Company offers new home for First Nations family after video shows 'horrifying' conditions

An Indigenous family living with leaking sewage, rodents and mould in their home will soon have a brand new house thanks to an Ontario construction company.

Couple with 8 children live in rat-infested home on Sandy Bay First Nation

'I'm sick of the smell': Sandy Bay First Nation mother living with sewage underneath home

5 years ago
Duration 3:18
A family of 10 on Sandy Bay First Nation live in a home without heat, infested with rats and with sewage backed up. 3:18

A central Manitoba family living with leaking sewage, rodents and mould in their home will soon have a brand-new house thanks to an Ontario construction company.

Darryl Williams, a senior partner with Total Construction Management based in Campbellford, Ont., said the company can deliver a new four-bedroom house to Melinda McIvor, her partner and eight children by Christmas. 

A recent video shot by McIvor's cousin, Clint McIvor, showed the trailer's foundation collapsing, raw sewage backed up under the floorboards and pieces of insulation blackened with mould dangling below the building.

To make matters worse, Clint McIvor says, the home is also infested with rats. The footage of the trailer was one of the most viewed videos on the CBC News website this week.

Living conditions in McIvor's trailer were "horrifying" to Williams, who happened to be in Winnipeg this week for an Assembly of First Nations National Housing and Infrastructure Forum.

"This is tragic. They need desperate help right away."

Darryl Williams, a senior partner with Total Construction Management in Campbellford, Ont., said his company will deliver a new home for Melinda McIvor and her children by Christmas. (CBC)

Soon after seeing the video, Williams began making plans to transport a new home to land next door to McIvor's current three-bedroom house trailer on Sandy Bay First Nation in central Manitoba.

"I'm happy," said Melinda McIvor after hearing the news. "It's rotten. It's no good to live here."

McIvor added it is a relief to know she will have a new house soon because she was worried about winter and how cold it would be in her home for her partner and eight children.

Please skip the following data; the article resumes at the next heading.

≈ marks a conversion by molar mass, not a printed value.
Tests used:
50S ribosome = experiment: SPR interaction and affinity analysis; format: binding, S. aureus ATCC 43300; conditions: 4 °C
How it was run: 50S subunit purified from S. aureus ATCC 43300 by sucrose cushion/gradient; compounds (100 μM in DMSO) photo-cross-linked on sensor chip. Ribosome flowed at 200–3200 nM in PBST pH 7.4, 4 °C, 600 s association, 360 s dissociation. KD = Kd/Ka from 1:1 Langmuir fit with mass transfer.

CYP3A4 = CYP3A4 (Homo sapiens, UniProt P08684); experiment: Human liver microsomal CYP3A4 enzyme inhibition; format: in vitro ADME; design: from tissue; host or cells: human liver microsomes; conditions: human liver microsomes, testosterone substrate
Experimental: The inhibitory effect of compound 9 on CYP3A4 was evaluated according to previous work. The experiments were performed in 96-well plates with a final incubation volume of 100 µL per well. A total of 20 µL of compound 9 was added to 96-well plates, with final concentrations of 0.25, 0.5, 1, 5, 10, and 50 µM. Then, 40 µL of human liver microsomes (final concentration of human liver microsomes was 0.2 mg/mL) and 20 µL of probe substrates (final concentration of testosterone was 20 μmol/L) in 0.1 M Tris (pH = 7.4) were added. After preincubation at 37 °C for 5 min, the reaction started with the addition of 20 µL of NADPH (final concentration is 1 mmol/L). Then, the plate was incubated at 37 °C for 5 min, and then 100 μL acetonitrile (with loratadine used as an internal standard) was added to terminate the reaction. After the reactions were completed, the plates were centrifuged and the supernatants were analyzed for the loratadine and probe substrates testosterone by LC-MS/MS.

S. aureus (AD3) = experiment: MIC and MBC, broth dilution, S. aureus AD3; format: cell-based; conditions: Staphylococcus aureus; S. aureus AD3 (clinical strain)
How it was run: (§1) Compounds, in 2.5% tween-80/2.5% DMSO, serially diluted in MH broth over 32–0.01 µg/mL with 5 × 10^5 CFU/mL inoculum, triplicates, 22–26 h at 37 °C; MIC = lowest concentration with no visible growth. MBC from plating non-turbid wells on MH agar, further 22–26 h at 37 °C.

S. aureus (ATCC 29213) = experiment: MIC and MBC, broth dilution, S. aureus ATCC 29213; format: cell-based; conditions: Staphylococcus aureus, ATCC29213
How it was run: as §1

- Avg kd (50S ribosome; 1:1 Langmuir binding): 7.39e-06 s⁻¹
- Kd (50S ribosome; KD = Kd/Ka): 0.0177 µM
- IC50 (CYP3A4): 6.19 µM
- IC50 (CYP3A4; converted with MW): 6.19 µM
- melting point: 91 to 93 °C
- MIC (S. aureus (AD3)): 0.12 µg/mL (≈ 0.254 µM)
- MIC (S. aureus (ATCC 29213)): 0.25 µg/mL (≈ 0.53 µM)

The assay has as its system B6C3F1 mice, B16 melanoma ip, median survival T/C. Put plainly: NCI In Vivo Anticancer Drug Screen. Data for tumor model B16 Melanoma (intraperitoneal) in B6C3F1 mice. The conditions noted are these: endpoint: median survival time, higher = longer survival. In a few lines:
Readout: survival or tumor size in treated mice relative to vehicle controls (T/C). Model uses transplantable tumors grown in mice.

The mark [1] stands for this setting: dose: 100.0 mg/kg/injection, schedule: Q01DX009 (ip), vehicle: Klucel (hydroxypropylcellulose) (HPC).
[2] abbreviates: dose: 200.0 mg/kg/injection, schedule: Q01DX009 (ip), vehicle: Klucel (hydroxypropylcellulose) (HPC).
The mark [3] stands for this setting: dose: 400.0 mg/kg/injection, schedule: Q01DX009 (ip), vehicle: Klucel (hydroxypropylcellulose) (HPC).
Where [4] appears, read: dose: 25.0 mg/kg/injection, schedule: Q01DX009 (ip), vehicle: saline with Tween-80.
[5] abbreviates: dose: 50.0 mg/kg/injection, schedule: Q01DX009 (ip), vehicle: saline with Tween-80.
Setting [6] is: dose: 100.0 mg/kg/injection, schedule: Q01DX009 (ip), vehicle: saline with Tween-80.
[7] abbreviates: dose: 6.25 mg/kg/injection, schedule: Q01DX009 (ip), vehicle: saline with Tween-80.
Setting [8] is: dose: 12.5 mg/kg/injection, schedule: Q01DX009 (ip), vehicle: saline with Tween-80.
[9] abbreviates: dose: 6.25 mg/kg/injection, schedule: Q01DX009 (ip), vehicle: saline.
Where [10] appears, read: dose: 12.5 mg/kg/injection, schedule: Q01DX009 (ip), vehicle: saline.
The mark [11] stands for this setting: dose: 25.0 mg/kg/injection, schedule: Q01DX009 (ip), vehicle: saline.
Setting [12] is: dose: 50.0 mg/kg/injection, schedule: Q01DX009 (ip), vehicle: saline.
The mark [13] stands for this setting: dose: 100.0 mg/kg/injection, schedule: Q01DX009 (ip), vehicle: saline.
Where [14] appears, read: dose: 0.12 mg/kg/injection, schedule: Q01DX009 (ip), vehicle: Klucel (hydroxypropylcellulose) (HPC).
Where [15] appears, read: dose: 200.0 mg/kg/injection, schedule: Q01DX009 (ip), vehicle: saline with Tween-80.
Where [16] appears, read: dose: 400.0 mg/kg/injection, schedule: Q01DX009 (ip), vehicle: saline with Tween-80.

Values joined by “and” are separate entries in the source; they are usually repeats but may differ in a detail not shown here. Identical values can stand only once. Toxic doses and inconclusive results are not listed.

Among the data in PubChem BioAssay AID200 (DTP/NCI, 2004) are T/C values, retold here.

'It has to stop,' says minister

Indigenous and Northern Affairs Minister Carolyn Bennett said the poor living conditions affecting McIvor's family are unfortunately not unique.

"I've seen situations like this in so many parts of Canada," said Bennett, shaking her head. "It has to stop … this is no way to live."

Bennett said the federal government has to do as much as it can, as fast as it can, to improve housing on First Nations.

"We are committed to changing this," the minister said. "It is so sad but fixable."

Bennett, who is also a family doctor, said the poor housing situation can be linked to physical and mental health on reserves.

"Basic decent housing is essential to health — whether it's TB rates or suicide rates or H1N1, whether it's kids doing their homework. This is going to be essential."

Other homes in disrepair

Sandy Bay First Nation Chief Lance Roulette said there are about 15 other trailers in the community in the same state of disrepair as McIvor's residence.

Sandy Bay Chief Lance Roulette says there are 15 other trailers on the First Nation that are in the same condition as Melinda McIvor's home. (CBC)

"It gives a glimpse of the reality our First Nations people are living in and the housing crisis that we face."

Minister Bennett said the federal government has allotted $485,000 in 2016 for four new houses for Sandy Bay First Nation. Ottawa will also pay for 10 additional housing units and provide Sandy Bay with $1.8 million for repairs to existing homes.

Roulette said 15 new houses are planned for next year, not including the house paid for by Total Construction Management.

NDP critic for Indigenous and northern affairs Charlie Angus calls the investment a drop in the bucket. Federal money for First Nation housing will translate to about 300 new homes, said Angus, when there are thousands more in need of replacing.

"The backlog is immense," Angus said. "We're talking minuscule steps when really need to be moving yards and we need to be moving miles."

With files from Karen Pauls